Fermented milk foods can be numbered among the most important contributors to human welfare. Lactating ruminants have always had economic importance and these animals were the first to be domesticated. Use of bacteria to induce souring and to enhance flavour of milk has (without the knowledge of the existence of bacteria) been practiced for centuries, but it is only in modern times that soured milks have been investigated and the souring attributed to bacterial growth. In 1890 Storch found that different milk-souring bacteria produced different aromas and flavours and Weigmann in 1896 suggested combining acid-producing bacteria with aroma-producing bacteria for use in ripening cream. Fine-flavoured butter with good keeping qualities resulted from cream ripened in this way. This work was later supported by Conn in 1900 who also attached importance to bacterial growth in the development of aroma in cultured products. He concluded that cream ripening involved more than souring, since addition of acid did not accomplish the same results as bacterial growth. He suggested that acid and flavour were the results of different fermentations and that aroma was separate from flavour.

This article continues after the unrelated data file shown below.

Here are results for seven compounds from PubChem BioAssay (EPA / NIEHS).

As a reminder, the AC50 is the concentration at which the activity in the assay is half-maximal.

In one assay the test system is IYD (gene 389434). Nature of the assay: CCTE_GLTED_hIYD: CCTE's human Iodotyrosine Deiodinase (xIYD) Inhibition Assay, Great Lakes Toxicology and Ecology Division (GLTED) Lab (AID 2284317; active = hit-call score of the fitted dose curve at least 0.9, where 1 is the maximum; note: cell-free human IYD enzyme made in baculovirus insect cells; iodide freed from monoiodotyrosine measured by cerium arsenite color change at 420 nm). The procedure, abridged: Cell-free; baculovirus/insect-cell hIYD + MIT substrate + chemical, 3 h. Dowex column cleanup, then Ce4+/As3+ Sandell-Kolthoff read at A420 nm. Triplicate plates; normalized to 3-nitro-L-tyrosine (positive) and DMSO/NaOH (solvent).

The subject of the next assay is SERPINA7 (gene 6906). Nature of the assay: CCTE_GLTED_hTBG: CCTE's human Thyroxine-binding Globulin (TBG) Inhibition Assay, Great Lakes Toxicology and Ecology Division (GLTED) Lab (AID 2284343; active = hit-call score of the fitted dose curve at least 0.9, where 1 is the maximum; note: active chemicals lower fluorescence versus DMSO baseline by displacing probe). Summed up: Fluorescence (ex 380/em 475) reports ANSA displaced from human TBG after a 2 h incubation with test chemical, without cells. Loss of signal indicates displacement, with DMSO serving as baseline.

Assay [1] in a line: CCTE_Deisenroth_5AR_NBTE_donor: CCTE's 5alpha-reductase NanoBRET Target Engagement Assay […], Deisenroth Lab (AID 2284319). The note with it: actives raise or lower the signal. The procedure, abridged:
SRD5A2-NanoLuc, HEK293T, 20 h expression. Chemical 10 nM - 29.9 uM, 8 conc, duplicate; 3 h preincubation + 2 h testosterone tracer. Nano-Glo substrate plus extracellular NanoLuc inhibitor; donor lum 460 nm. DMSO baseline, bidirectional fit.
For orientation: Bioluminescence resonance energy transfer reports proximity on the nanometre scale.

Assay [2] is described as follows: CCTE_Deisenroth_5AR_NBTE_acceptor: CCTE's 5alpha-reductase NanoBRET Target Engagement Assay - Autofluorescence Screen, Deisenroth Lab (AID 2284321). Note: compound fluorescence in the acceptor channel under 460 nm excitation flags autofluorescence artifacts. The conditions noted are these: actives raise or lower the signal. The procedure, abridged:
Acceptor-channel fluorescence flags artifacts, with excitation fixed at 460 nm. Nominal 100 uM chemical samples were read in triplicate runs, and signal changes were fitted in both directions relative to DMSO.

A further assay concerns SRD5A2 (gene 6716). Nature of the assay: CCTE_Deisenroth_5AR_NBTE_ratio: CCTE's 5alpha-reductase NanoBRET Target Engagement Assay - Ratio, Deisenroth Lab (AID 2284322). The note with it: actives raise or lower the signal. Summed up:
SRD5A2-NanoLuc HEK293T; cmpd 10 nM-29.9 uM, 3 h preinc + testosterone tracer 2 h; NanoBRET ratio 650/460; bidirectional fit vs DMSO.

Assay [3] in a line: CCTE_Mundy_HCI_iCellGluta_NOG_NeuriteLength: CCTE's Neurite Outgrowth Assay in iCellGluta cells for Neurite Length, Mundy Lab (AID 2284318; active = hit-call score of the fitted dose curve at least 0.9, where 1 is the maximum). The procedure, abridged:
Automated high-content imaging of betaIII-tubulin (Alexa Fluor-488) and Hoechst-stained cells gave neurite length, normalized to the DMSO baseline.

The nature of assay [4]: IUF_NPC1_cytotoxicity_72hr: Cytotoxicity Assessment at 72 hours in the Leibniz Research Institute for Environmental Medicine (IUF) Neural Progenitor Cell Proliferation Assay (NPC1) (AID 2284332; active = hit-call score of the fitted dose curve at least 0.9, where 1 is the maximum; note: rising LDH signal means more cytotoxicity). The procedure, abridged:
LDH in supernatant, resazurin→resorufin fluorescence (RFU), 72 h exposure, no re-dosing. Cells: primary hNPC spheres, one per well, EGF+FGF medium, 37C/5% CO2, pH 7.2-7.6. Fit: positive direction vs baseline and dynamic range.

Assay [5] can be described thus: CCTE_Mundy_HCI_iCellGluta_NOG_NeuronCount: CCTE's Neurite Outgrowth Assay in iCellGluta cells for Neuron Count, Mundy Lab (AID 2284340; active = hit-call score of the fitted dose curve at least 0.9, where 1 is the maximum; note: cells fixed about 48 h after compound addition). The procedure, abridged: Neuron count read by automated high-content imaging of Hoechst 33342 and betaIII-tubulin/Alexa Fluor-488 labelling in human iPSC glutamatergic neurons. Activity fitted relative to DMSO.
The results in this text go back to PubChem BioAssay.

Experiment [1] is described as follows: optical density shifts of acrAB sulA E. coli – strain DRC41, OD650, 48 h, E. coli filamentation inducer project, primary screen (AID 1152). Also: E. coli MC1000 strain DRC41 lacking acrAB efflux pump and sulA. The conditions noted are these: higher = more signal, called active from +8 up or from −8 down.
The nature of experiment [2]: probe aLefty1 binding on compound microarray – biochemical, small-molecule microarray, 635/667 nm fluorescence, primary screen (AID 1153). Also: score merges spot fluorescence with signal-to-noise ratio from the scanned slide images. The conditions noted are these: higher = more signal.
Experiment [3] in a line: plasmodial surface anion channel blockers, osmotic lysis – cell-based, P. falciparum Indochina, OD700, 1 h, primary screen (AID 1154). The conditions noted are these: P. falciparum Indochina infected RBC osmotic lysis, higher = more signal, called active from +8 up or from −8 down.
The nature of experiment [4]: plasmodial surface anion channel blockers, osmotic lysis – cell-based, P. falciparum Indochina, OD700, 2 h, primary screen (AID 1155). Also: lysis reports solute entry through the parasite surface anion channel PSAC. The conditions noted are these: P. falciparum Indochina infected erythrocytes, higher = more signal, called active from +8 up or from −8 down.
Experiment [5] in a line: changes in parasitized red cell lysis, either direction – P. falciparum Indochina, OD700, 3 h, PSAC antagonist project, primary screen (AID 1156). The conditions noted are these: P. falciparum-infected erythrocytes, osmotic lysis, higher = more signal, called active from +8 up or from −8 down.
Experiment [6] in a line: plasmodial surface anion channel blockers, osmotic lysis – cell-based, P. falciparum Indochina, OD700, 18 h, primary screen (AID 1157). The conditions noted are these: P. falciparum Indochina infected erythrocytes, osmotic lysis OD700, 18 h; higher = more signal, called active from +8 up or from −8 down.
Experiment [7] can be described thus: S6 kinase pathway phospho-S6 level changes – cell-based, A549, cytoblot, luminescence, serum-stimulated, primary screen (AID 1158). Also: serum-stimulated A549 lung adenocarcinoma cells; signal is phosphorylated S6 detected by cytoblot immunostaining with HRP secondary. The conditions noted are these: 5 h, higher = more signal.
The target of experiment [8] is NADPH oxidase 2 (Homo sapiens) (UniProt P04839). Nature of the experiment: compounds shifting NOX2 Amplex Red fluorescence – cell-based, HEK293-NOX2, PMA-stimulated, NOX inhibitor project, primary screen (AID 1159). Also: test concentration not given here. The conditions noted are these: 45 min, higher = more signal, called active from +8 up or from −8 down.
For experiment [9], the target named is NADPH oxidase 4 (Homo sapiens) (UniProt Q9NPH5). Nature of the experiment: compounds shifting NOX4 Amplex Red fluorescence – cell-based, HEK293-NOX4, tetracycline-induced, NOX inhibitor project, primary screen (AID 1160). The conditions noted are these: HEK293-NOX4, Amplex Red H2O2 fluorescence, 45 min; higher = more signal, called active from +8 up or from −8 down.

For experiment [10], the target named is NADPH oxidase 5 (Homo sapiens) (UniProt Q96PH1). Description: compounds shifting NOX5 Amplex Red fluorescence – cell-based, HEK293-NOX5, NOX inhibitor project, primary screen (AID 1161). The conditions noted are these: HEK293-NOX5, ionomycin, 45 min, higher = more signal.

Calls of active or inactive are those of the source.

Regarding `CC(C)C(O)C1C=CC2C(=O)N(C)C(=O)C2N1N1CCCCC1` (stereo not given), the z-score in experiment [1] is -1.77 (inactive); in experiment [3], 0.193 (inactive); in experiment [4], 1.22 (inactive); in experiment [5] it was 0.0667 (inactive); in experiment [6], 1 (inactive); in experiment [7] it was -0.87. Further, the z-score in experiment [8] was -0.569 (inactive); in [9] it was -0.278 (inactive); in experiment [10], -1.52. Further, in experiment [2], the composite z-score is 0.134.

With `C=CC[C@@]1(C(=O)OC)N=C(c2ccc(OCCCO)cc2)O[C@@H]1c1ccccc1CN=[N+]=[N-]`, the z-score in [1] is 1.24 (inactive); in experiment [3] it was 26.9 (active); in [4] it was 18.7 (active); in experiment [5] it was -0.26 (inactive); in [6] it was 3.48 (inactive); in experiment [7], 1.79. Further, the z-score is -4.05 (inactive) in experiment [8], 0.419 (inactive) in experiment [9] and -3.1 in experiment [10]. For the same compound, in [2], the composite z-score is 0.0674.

Fermentation of milk is carried out by microorganisms which ferment the milk sugar, lactose, to lactic acid. This compound is responsible for the sharp refreshing taste of all fermented milks and although it is nonvolatile it serves as an excellent background for the more distinctive flavours and aromas characteristic of each fermented milk. These flavours and aromas are, as Weigmann suggested, a consequence of multistrain fermentations.